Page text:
Early Childhood Precociousness is Not an Indication of Giftedness

A friend recently forwarded to me an article on giftedness and it talks about a subject that I think is very relevant today, especially with the increasing awareness that parents have on early childhood development. Many parents have clued in on early enrichment and the impact it can have on a child’s development. Add to that the fact that many children today have access to so much more resources compared to the children from the previous generation – it’s not surprising that we are seeing a lot more precocious children than ever before.

This scenario reminded me of something I read in an article (I think it was The Expert Mind). It talks about how the chess grandmasters of today rank higher than many of the chess grandmasters from before earlier generations. Based on their scores, some of the grandmasters from the earlier generations probably wouldn’t even rank as grandmasters on today’s scale. Despite this, the article stated that the historical grandmasters were more creative than the grandmasters of today because they had to learn a lot on their own. The chess grandmasters of today have access to resources that those grandmasters never had. Because of these resources, they are able to cover more ground quickly. These resources allow them to learn things the older grandmasters had to figure out for themselves.

I guess that’s the same for giftedness. Because of the availability of the resources, children today are intellectually more advanced than the children of the previous generation. This makes many of them appear gifted. I hope that makes sense. I don’t want to take away from the achievements of our children today because they truly are amazing individuals who are capable of so much. Every child is special and unique and their early learning abilities are truly remarkable. It it important not to lose sight of that in the search for giftedness. Gifted or not, every child has that window in the first six years of life where their learning is exponential – let’s not forget that.

Above and beyond this exponential learning ability, there are a certain number of children who are truly gifted. Many of us, with the best of intentions for our children, want to know as early as possible whether our child might be gifted so that we can help them develop their talents. As a result, it is easy to jump the gun and start testing too early which can lead to a false positive.

The article mentioned above concurs with what Po Bronson and Ashley Merryman wrote in their book Nurture Shock: most children who tested as gifted from an early age end up levelling out by the third grade. Therefore, any testing done before Grade 3 does is not an accurate predictor for giftedness.

So how do you know if your child is truly gifted or just well nurtured? Wait until at least the 3rd grade before testing. In the meantime, keep doing whatever it is you’re doing. Regardless of whether a child is gifted or not, you would still want the best for him. You should still take advantage of that exponential learning ability in the first 6 years of life and you should still be in awe of your child’s magnificence. Essentially, nothing really changes.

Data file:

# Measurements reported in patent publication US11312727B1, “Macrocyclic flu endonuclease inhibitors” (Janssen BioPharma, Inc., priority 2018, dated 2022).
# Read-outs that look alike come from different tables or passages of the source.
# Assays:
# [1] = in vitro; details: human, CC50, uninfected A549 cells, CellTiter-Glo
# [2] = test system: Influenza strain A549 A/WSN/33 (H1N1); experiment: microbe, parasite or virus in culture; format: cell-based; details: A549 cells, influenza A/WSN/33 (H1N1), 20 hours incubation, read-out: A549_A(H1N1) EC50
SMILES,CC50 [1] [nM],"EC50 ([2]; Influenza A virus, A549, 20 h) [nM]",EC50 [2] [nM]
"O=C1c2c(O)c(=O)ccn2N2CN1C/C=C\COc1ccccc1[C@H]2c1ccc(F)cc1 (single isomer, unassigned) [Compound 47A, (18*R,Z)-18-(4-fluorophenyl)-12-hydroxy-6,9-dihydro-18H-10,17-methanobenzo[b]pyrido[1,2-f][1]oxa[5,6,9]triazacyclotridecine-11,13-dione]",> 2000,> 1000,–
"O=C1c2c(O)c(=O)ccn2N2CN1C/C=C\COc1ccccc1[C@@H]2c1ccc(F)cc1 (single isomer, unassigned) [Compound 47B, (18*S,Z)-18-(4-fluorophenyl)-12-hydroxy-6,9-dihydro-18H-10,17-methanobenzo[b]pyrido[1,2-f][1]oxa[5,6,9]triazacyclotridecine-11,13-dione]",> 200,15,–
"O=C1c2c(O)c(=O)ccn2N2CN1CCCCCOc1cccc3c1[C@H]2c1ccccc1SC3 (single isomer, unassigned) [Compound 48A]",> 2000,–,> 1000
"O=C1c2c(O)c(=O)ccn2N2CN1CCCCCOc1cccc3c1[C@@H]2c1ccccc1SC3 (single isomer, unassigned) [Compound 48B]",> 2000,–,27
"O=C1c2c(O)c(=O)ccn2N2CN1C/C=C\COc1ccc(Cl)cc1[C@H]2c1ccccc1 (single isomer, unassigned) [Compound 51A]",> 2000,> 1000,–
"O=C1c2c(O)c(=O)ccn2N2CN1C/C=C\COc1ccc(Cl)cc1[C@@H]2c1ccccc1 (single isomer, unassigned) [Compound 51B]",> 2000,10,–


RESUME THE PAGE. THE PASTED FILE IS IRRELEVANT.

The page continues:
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Published by Shen-Li

SHEN-LI LEE is the author of “Brainchild: Secrets to Unlocking Your Child’s Potential”. She is also the founder of Figur8.net (a website on parenting, education, child development) and RightBrainChild.com (a website on Right Brain Education, cognitive development, and maximising potentials). In her spare time, she blogs on Forty, Fit & Fed, and Back to Basics.

3 thoughts on “Early Childhood Precociousness is Not an Indication of Giftedness

  1. I also read somewhere that it could be going to school “killed” any initial giftedness by third grade. Perhaps these children got too bored / uninspired / bullied into covering up their giftedness in regular school? I haven’t read the study mentioned but I always thought that exceptionally gifted children fit poorly into regular schools, which aren’t designed for both ends of the spectrum.


    1. Interesting perspective MieVee. School seems to kill a lot of the good things in kids and I keep wondering if all formal schooling is a lost cause or if it is a certain ideology or practice that needs changing.

      For us, schooling is not something we can opt out of (lots of issues discussed with hubby which I won’t get into here) so I’ve been trying to determine how we can avoid the pitfalls of school. It’s gotten me thinking a lot about what we’re trying to get out of an education for the boys and whether the current arrangement is meeting it.


  2. Ha… we aren’t opting out of primary school either. Just that if an affordable Montessori elementary school is available, would be ideal. Hard to believe there’s none in KL! There’s a Waldorf school though, in case you’re interested. My main gripe about regular schools nowadays is the strong emphasis on grades and awards, which may hinder a more balanced development. Anyway, off topic here. 🙂


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